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The Advanced Light Source is a U.S. Department of Energy scientific user facility at Lawrence Berkeley National Laboratory. Our mission is to advance science for the benefit of society by providing our world-class synchrotron light source capabilities and expertise to a broad scientific community.

Probing Active-Site Chemical States in a Co-Based Catalyst

Researchers identified the dominant chemical state of active sites in a cobalt-based catalyst using resonant photoemission spectroscopy under realistic conditions. The work will help scientists develop more-efficient catalysts for removing noxious carbon monoxide gas from exhaust streams generated by the burning of fossil fuels. Read more »PPT-icon-35

Bifurcation of High- and Low-Energy Electrons in Microbial Metabolism

A class of chemical reaction found only in biology, electron bifurcation channels two electrons from one donor to two separate acceptors, with one electron elevated in energy at the expense of lowering the energy of the second. Researchers used the ALS to study this process in a microbial protein involved in this bioenergetic pathway. Read more »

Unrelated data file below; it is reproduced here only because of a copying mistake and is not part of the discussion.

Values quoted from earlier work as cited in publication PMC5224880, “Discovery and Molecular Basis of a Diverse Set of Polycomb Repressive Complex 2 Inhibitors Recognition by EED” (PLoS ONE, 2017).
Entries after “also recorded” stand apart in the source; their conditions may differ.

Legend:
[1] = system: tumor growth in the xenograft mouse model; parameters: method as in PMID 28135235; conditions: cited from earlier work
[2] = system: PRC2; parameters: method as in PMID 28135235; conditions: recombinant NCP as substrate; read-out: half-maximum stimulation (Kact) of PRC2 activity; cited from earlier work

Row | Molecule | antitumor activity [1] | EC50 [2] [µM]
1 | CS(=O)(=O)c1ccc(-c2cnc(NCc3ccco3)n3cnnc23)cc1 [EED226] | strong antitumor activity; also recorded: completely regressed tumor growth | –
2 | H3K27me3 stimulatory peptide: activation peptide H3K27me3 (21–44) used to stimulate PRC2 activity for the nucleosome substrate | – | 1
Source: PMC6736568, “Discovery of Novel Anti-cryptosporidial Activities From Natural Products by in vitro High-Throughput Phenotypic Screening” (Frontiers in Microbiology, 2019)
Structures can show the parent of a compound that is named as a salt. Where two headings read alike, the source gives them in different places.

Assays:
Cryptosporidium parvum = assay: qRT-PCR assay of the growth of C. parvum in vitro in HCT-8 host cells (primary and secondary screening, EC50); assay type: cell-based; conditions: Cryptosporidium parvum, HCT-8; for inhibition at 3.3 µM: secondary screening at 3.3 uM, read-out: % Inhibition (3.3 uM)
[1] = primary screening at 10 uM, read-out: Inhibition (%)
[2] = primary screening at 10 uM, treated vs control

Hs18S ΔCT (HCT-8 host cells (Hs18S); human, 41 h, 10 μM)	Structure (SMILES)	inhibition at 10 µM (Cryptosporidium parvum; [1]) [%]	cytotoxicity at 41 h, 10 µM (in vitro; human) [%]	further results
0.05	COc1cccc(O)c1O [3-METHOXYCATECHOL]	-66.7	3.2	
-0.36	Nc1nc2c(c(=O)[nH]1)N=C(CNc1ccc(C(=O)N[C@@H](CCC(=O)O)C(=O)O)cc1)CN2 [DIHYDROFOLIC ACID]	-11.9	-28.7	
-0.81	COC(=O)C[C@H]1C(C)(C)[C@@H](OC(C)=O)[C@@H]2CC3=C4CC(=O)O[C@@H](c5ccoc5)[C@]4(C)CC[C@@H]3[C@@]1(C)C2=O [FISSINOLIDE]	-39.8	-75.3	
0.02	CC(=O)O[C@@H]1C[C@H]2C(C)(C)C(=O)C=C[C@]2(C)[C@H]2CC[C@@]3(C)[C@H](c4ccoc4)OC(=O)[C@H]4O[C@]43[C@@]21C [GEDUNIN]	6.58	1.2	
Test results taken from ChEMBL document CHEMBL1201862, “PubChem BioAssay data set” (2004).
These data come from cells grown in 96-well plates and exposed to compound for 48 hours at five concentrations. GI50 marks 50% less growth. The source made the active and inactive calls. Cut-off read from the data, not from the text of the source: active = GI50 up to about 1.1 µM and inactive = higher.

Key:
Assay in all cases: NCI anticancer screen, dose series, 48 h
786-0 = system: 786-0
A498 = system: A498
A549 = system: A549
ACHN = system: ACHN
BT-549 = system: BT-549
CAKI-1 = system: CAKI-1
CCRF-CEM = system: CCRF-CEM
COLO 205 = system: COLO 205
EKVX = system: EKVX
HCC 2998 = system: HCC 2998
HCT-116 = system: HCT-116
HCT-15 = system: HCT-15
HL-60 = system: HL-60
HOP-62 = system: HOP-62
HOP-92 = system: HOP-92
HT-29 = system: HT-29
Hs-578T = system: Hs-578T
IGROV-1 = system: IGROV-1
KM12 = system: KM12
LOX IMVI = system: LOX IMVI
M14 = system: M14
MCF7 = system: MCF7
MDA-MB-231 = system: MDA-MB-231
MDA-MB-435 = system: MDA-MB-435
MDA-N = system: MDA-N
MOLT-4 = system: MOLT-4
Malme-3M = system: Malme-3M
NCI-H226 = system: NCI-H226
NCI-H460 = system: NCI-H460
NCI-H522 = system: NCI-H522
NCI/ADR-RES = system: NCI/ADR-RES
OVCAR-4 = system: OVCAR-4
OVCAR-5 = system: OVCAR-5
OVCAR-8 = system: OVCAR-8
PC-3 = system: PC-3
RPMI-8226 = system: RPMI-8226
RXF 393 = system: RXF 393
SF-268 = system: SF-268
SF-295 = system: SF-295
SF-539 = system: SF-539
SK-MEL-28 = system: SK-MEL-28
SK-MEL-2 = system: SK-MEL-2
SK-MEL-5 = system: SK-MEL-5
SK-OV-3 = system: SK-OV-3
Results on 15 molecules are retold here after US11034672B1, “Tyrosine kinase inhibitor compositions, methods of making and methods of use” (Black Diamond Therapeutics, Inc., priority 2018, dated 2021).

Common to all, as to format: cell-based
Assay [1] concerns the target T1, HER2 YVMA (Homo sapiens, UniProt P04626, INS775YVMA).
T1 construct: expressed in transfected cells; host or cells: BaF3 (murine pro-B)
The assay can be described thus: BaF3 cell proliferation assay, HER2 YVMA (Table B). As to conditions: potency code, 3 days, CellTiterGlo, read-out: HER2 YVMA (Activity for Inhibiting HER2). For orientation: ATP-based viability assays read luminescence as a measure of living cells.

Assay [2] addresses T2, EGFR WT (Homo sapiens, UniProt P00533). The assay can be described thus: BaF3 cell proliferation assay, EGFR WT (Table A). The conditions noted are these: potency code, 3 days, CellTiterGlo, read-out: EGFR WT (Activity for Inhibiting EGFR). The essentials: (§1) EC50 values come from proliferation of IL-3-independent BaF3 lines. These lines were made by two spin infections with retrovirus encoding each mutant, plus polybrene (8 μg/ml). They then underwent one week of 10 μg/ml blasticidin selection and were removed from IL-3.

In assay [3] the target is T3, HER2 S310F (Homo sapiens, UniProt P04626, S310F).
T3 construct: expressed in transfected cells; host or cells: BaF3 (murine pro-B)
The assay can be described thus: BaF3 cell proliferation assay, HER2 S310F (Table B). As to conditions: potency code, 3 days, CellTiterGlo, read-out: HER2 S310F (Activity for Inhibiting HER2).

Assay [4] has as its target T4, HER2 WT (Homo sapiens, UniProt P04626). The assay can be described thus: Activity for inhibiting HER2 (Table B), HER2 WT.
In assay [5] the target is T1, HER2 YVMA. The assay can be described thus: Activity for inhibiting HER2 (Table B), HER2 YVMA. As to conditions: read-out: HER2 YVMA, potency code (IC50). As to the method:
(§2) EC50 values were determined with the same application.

The Effects of Diabetes on Spinal-Column Biomechanics

Researchers found that type 2 diabetes induces earlier onset of plastic (nonrecoverable) deformation in intervertebral discs by impairing the biomechanical behavior of collagen. A greater understanding of the underlying causes of tissue failure in diabetes—a growing problem worldwide—is important in helping to prevent and treat symptoms. Read more »PPT-icon-35

Matthew Marcus, STXM Beamline Scientist

From the microscope at work to the telescope at home, Matthew Marcus is captivated by space sciences. In this interview, he shares some of the findings from Beamline as well as stories from his long career in x-ray science. Read more »

Save the Date: 2024 ALS User Meeting

Don’t miss the 2024 ALS User Meeting featuring invited speakers, hands-on workshops, tutorials, and a potential collaborative workshop with the ALS and Molecular Foundry. Exciting discussions await, so mark your calendars for August 12–14. Read more »